Photographing the Yellow Rumped Warbler and Experimenting With Focus Preset

Thank you for sharing....Digg thisShare on FacebookShare on Google+Tweet about this on TwitterShare on LinkedInShare on StumbleUponPin on PinterestEmail this to someoneShare on Tumblr

Photographing the Yellow Rumped Warbler

In my yard and in most of the Eastern US, it’s the hardy white throated Yellow Rumped Warbler of the Myrtle subspecies who lingers in the cold long after other species of warblers have gone south. Feasting on bay berries to survive, it’s not uncommon to see them here in November and December.

In the western U.S., the yellow throated Yellow Rumped Warbler of the Audubon subspecies thrives. Both have the trademark “butter butt” – a bright yellow patch of feathers above the tail.  NOTE: I hope to photograph this western variety on my next trip to California. Update:  My first day in San Diego and the Yellow Rumped Audubon subspecies showed up in front of my camera. See last photo below.

Yellow Rumped Warbler

Yellow Rumped Warbler from
the Myrtle Subspecies.
ISO1600; f/5; 1/500 Second

Finding the Right Perch

In my yard we have a few optimal bird perching spots with lush and colorful backgrounds that receive a good amount of the morning light. They are ideal little niches with no unsightly and chaotic debris to interfere with the len’s ability to lock focus. Most importantly, I know warblers perch there.

Photo of Yellow Rumped Warbler
Yellow Rumped Warbler.
ISO1600; f/5; 1/500 Second
Photo of Yellow Rumped Warber
Yellow Rumped Warbler of the Audubon subspecies.
Common in the West.
ISO640; f/8; 1/2000 Second

The Focus Preset Function of the Lens

These perching spots offer an opportune time to practice a function on my telephoto lens that is never urgently needed but fun to play with. It’s called FOCUS PRESET. I don’t use this function much because it’s unnecessary for the most part… modern auto focus lenses are so fast to focus.  But, since I paid a whole lot of money for my 300mm and 500mm L II lenses, I think I might as well better understand the precision electronic data-transfer controls that make them so expensive.

Focus Preset allows the photographer to save a predetermined distance to the len’s memory and then automatically recall it.

To Set Focus Preset:

1) Turn the focus preset switch to On or On with Sound. (NOTE: The On w Sound setting simply means that you will hear a beep to confirm that focus preset is initiated. On w/o sound  = no beep.)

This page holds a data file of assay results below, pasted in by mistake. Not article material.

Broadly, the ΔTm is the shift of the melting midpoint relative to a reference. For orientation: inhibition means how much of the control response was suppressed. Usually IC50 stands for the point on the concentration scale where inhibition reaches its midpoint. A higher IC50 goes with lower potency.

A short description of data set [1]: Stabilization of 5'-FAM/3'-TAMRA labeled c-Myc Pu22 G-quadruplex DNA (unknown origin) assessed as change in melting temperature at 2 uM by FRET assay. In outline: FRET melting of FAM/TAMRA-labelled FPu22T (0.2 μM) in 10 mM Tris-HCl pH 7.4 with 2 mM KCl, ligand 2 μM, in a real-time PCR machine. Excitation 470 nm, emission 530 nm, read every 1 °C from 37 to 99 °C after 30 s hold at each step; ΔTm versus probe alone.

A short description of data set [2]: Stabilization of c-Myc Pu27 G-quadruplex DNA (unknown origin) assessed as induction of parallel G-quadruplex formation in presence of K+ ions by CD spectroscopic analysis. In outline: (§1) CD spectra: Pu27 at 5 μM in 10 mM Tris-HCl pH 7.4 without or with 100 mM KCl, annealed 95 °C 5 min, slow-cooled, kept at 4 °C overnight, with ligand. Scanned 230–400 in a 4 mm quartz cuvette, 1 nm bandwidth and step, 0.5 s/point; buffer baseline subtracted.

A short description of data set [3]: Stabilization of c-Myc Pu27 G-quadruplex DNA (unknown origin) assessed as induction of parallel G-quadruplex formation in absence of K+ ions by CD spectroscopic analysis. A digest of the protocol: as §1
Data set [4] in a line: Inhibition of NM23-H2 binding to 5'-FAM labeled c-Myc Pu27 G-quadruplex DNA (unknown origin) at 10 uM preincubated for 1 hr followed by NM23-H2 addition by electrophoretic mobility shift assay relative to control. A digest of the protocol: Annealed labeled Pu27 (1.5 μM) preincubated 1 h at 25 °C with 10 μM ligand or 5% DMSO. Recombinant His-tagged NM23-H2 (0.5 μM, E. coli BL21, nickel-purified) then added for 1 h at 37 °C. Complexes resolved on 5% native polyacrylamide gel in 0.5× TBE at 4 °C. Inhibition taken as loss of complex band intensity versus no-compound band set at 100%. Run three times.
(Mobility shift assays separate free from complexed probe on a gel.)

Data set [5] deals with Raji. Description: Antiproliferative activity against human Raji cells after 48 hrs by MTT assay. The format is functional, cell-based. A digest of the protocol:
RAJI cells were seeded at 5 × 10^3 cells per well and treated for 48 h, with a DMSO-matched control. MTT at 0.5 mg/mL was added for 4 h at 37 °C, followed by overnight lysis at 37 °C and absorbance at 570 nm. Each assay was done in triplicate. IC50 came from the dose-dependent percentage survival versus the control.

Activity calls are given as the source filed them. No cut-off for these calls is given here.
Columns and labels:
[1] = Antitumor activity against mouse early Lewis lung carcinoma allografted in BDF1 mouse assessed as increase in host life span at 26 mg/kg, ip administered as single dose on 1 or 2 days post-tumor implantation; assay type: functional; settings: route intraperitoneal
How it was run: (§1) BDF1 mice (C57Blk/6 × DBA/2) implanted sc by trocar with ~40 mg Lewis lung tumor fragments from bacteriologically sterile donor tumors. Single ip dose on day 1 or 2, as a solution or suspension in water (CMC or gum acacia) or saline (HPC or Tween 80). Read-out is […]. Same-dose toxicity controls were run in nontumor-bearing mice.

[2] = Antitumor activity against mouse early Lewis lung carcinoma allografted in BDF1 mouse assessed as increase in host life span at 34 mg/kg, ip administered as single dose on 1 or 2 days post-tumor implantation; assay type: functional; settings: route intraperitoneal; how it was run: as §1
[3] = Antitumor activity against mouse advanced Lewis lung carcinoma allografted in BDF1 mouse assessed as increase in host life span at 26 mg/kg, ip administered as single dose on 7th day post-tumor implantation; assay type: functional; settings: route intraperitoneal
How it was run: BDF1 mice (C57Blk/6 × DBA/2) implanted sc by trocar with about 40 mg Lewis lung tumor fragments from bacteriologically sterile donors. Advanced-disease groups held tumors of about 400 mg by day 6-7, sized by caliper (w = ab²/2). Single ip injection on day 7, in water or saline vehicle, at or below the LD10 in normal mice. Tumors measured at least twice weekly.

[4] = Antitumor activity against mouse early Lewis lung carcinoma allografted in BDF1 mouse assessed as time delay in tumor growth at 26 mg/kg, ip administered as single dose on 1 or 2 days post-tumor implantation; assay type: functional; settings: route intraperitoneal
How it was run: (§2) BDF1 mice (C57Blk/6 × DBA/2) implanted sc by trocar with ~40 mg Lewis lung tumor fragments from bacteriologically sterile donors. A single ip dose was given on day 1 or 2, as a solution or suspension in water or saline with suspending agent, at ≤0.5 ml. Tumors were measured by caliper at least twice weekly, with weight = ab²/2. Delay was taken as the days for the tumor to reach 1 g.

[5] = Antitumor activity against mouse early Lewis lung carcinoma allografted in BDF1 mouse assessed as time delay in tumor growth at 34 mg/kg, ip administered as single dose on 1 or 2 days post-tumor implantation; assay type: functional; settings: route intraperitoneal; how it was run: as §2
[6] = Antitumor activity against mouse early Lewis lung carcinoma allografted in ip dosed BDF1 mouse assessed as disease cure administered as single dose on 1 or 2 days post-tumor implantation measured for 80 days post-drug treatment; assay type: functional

2) Using auto or manual focus, focus the lens on the spot that you want the lens to memorize.

3) Press the SET button

Your desired distance is now saved, and will be saved in the lens until you turn the focus preset switch to the “off” position.

To Engage Focus Preset

The auto focus function on your lens works as it normally does until you recall the Focus Preset.

Just give a little twist (either to the right or left) on the thin serrated metal focus preset ring (located right in front of the manual focus ring on the lens) to instantaneously recall the lens to focus on the spot previously saved to memory.

Kind of fun once you get the hang of it.

Subspecies or Hybrid

NOTE: In my many bird photography adventures, I have photographed several subspecies, but I have never photographed a bird that would be considered a hybrid. A subspecies is a variety of the same species….a population (usually geographically isolated) that has a slightly different appearance than others of its own species. A hybrid is born when two different and closely related species successfully breed..

An excellent article about hybridized warblers can be found at this link.

To see photos of Palm Warbler Subspecies, press this link.

Thank you for sharing....Digg thisShare on FacebookShare on Google+Tweet about this on TwitterShare on LinkedInShare on StumbleUponPin on PinterestEmail this to someoneShare on Tumblr

Leave a Reply

Your email address will not be published. Required fields are marked *